Dr. Mor & Associates
13036 Mindanao Way, #6
Marina del Rey, CA 90292 
Phone: 310.574-0080

Concrete cracking generates more complaints than all other defects combined

Concrete cracking is widespread and can be seen in all types of construction - from unreinforced slabs to heavily reinforced or post-tensioned structural elements. The first explanation you are likely to get from concrete professional is that "all concrete cracks". 
Is that true and is there a way to prevent it?

The short answer is that yes, all concrete cracks - but there are degrees of cracking and if done correctly these cracks need not be visible or detrimental.

Cracking Explained

The main reasons concrete cracks are:
  • Drying shrinkage
  • Structural loads
  • Chemical attacks
  • Corrosion of reinforcement
Drying shrinkage - Concrete will shrink and crack when it dries. In fresh concrete, the volume of water mixed with the cement and aggregates can be significant. When concrete dries, the excess water is removed - causing shrinkage and leaving behind voids of various sizes. In typical concrete this change amounts to about 1/16 of an inch in 10 feet (.4 cm in 3 meters).
To keep these cracks under control a contractor puts joints in concrete pavements and floors to allow the concrete to crack in a neat, straight line at the joint (see diagram). In structural elements that cannot have cracks (or joints) the engineer will specify reinforcement which will keep the cracks closed and invisible.  In post-tensioned elements the highly tensioned cables will squeeze the concrete and close the cracks before they have a chance to propagate.

So what can be done to minimize shrinkage cracking?

The first defense is the use of dry concrete mix.  Obviously, if we do not start with a lot of water  we are not going to lose as much water.  The problem is that we need to achieve a delicate balance between workability requirements (more water) and strength/cracking requirements (less water).  However, even the optimized mix will still have enough water to cause shrinkage.

The next defense is to allow the concrete enough time to gain strength before drying starts.  As the concrete gets stronger it is able to better resist crack growth and propagation. The drying delay is achieved through a process called curing.  What it does is either prevent the water from leaving the concrete by sealing the surface, or minimize evaporation by keeping the concrete wet for extended periods.  Sealing is done by spraying the concrete with "curing agents" which create an impermeable film on the surface.  Wet curing is done by a combination of watering (sprinklers or flooding) and minimizing losses through the use of wet blankets and plastic film.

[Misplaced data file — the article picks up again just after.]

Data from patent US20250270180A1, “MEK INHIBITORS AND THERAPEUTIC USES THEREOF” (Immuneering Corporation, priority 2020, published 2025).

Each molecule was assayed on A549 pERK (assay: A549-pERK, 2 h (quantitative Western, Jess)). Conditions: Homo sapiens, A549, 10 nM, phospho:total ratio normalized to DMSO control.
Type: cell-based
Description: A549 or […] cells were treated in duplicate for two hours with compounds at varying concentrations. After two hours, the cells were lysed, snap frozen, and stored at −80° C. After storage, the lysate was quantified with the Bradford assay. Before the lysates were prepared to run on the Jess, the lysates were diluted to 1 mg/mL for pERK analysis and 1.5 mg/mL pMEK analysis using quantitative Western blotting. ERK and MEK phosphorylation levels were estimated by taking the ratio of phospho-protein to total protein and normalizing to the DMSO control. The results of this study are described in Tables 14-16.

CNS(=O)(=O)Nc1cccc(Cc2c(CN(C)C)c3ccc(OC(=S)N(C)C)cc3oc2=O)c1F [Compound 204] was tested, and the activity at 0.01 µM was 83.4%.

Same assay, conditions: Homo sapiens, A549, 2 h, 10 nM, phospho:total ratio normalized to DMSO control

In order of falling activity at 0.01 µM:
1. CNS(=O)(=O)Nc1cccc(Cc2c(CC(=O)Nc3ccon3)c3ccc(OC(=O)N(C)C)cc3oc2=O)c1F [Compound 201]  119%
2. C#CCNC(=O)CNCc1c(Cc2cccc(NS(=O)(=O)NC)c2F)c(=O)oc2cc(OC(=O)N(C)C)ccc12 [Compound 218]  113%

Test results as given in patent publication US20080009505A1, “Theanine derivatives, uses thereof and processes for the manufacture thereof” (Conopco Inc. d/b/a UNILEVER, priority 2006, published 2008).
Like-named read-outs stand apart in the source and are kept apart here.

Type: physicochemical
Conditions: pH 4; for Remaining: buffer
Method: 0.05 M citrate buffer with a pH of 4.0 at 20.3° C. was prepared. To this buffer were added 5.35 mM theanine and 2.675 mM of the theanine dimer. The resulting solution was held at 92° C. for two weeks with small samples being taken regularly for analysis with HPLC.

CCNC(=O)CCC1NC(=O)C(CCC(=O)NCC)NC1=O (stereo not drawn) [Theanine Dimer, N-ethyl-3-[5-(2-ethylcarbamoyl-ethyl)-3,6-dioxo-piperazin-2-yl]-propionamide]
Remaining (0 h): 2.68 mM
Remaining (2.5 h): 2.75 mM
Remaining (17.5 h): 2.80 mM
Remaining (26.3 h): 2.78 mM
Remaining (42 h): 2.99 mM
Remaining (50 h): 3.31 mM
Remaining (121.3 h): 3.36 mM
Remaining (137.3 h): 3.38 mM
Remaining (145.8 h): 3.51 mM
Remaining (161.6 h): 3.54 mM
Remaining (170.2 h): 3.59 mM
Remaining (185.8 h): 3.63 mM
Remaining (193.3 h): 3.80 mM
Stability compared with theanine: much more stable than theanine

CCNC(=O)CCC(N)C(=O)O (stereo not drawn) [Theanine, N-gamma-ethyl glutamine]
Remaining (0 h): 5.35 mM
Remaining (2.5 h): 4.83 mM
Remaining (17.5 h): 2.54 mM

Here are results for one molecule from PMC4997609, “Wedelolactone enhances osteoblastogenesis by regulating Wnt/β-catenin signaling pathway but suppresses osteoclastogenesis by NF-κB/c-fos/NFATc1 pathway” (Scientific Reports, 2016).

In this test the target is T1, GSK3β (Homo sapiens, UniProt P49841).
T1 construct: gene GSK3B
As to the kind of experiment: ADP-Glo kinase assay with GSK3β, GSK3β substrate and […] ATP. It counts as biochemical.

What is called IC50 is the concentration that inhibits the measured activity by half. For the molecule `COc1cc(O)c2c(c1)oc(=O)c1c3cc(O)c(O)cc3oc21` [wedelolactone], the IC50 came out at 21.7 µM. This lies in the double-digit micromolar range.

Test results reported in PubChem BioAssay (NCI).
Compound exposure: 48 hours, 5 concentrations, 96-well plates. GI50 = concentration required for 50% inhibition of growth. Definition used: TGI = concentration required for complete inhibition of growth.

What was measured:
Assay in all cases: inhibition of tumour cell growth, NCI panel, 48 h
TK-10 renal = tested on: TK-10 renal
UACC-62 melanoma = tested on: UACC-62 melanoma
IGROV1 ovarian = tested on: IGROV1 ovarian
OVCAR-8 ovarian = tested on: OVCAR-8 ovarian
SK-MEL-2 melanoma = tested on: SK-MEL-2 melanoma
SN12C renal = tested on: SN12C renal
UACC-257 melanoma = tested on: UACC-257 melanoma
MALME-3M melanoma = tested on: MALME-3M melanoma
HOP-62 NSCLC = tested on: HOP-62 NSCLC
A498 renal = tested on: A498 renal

A common recommendation is for a minimum of seven days wet curing.

Unfortunately, quite often the construction schedule does not allow such delays and any number of reasons can keep the contractor from providing proper curing.  Even when curing is attempted, environmental conditions such as strong winds and high temperatures may cause rapid loss of moisture and cracking before curing starts.

Structural loads - Concrete elements are designed to resist a given maximum load.  When that value is exceeded the concrete will start cracking.

Problems can start from multiple causes during the life of the structure.  The first culprit can be the design itself.  Errors in estimating the expected loads, calculation errors, and even the transfer of calculations into plans and specifications can result in a structure that is unable to carry the loads.

The next potential problem is errors by the construction crew.  These may include misplaced reinforcement, undersized elements, and other construction errors.

The concrete itself may fail to reach the design strength for various reasons.  Sometimes because the ready-mixed concrete supplier used the wrong mix design or made measurements errors.  Other times it can be defective, sub-standard materials (such as cement and aggregates) used in the mix or application by the contractor who chose to add more water than allowed.

Chemical attacks - are rare compared to the first two items because the codes and standards create a solid foundation of good practice.  However, it is possible to encounter reactions such as ASR where the cement and the aggregate react together, or when external attacks by acids or sulfates reduce the concrete's strength enough to cause failure.

Corrosion of reinforcement - can damage an essential part of the concrete element.  Its rusting provide two mechanisms for cracking and failure.  The first is through loss of reinforcing strength and reduction in the element's load capacity.  The other, which will normally be noticed first, is through the creation of expansive rust inside the concrete.  The resultant stress will lead to cracking and loss of concrete cover over the steel, allowing more rapid corrosion and failure.  This process is more commonly seen near the ocean where the presence of moisture, oxygen and salt tend to accelerate the corrosion.  Normally, corrosion can be prevented through the application of denser concrete with adequate cover to protect the steel from the elements.  In extreme cases it may be necessary to apply cathodic protection. 

A combination of causes - such as poor curing leading to lower strength and structural failure are more likely, as are various other, less common, processes that will not be discussed here..


  • Misplaced reinforcement -
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"...but all concrete cracks..."